Auto loan delinquencies hit their lowest levels

As the economy continues to pick up the pace, many people are opening their wallets once again in an effort to make the purchases they had been putting off. The auto market has experienced a surge in sales so far this year, and it seems as though consumers aren't in over their heads.

TransUnion reports the national auto loan delinquency rate hit the lowest level on record, indicating consumers are able to keep up with their car payments. The rate is measured by people who are 60 or more days past due on their bill. For the first quarter of 2012, the rate dropped to 0.36 percent, which indicated a 27 percent decrease from the first quarter of last year.

Analysts for TransUnion said these figures can be attributed to the fact that buying new or used cars is becoming a necessity for many people, particularly if they held onto their old model for longer than they should have. Peter Turek, automotive vice president of TransUnion's financial services business unit, indicates that the sector will continue to see an increase in lending and leasing, particularly in the non-prime risk segments.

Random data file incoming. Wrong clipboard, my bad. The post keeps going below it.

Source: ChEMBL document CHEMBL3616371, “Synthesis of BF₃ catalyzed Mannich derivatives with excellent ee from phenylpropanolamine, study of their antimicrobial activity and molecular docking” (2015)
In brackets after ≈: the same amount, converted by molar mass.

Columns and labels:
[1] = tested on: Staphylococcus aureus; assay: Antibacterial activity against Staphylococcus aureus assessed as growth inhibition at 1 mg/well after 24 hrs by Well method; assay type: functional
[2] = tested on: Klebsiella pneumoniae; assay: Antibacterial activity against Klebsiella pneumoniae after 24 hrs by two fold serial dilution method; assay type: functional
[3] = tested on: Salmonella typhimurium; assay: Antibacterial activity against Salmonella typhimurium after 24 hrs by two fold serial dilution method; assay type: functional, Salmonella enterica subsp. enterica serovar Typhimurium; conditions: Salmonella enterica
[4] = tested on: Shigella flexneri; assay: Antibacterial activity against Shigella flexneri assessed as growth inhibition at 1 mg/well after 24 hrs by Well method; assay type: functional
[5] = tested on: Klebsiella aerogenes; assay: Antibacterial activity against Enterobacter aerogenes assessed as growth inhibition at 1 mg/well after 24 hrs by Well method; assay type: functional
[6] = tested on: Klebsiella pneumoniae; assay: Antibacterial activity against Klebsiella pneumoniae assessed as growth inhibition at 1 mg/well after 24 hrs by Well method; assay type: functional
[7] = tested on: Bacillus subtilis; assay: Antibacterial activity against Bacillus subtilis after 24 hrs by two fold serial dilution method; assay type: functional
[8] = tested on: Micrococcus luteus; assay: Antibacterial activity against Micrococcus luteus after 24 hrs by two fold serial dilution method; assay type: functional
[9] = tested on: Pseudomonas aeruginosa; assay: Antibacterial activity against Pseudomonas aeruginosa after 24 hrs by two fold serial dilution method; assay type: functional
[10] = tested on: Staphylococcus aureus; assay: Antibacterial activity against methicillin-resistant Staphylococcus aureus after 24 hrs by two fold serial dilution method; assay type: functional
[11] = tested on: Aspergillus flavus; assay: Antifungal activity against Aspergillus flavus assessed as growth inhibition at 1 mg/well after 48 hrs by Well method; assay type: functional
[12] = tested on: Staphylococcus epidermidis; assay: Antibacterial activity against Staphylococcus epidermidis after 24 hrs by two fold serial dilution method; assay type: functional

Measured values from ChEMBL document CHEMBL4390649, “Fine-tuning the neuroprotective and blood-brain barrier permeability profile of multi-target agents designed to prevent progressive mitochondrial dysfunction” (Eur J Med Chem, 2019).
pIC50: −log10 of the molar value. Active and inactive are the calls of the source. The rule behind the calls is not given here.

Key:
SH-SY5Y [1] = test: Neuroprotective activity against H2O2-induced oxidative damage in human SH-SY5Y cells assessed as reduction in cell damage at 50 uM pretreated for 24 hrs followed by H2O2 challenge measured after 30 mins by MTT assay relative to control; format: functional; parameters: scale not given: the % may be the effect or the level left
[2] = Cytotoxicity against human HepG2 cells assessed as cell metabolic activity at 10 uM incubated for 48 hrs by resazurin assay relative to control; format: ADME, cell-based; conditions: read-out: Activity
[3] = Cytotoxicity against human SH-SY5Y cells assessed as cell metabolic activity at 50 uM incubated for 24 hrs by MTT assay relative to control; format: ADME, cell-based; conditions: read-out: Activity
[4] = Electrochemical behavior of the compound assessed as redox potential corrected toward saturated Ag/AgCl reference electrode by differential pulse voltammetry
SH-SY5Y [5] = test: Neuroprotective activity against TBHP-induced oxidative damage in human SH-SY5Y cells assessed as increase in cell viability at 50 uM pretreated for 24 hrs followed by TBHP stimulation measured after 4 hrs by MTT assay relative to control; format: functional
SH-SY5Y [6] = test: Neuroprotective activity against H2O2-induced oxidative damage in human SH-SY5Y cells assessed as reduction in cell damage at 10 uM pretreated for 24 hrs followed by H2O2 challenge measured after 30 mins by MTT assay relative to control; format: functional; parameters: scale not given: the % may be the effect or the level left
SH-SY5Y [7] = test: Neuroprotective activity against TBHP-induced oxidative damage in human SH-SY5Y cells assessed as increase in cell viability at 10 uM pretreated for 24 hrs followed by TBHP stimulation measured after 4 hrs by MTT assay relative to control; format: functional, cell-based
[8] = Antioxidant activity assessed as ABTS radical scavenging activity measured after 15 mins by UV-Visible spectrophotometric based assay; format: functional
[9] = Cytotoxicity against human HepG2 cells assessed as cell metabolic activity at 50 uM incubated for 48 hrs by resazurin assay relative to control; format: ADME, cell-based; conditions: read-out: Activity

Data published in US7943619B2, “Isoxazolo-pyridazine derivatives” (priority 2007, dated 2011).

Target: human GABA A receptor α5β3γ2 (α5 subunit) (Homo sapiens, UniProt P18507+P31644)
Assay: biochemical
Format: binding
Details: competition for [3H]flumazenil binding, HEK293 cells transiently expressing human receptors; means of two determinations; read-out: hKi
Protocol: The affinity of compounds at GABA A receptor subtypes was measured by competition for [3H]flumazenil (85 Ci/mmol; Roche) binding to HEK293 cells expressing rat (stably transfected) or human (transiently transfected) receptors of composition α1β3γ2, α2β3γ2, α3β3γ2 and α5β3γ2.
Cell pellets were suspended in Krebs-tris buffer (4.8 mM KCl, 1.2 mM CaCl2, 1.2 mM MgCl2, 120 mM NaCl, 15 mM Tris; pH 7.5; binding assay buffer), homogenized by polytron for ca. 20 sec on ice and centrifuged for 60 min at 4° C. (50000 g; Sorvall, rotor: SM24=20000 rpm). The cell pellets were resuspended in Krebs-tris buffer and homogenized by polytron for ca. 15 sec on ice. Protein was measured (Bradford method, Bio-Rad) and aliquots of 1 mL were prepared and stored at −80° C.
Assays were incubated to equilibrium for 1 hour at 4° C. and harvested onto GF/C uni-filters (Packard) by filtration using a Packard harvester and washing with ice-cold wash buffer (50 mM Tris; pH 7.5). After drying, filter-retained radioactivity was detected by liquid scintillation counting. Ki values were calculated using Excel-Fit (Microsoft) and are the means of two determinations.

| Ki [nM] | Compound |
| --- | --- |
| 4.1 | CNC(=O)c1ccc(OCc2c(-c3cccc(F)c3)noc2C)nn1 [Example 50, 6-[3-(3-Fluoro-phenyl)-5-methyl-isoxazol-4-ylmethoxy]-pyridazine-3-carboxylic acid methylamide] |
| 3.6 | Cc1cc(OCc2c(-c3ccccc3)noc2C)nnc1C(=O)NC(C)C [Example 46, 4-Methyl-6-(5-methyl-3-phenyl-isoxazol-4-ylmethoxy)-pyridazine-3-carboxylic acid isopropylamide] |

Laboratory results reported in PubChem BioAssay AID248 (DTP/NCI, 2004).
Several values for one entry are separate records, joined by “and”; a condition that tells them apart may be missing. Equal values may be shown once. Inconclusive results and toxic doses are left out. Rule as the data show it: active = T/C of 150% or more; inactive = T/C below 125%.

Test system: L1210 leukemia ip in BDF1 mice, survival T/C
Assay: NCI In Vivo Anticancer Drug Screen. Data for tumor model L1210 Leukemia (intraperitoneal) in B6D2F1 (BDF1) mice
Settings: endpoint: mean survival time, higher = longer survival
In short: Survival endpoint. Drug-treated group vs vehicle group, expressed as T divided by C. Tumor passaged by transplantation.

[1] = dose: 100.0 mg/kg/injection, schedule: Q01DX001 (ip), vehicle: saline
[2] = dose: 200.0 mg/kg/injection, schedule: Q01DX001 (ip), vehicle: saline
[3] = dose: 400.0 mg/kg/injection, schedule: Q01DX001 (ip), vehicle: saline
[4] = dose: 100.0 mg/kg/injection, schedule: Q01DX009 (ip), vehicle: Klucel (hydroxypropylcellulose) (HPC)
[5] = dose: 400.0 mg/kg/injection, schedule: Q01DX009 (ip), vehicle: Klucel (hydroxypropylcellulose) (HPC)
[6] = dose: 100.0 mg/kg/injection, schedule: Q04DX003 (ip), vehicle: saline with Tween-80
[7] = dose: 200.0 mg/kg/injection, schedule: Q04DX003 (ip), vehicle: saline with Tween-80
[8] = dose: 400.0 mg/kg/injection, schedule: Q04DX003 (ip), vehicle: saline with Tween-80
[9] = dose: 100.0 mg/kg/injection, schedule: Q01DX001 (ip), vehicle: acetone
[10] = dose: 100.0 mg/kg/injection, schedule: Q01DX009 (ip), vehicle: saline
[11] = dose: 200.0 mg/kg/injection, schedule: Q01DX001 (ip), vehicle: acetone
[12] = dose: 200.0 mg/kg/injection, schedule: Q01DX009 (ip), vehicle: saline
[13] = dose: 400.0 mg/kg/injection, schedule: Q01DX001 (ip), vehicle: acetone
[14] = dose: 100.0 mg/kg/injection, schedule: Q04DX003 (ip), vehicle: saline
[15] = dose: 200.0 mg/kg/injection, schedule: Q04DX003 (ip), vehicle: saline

"We anticipate national auto loan delinquency rates to remain relatively low for the remainder of the year, rising and decreasing with traditional seasonal patterns," Turek said. "However, a slight increase from this record-low level would not be surprising and should not be construed as a negative event, as lenders continue to originate more loans to consumers across all credit risk levels."

BusinessWeek reports that lenders are approving more auto loans now after pulling back the amount of money handed out due to the recession. As some people have faith in the improving economy, lenders are becoming more willing to help consumers afford their vehicle purchases, with many looking to expand their customer base.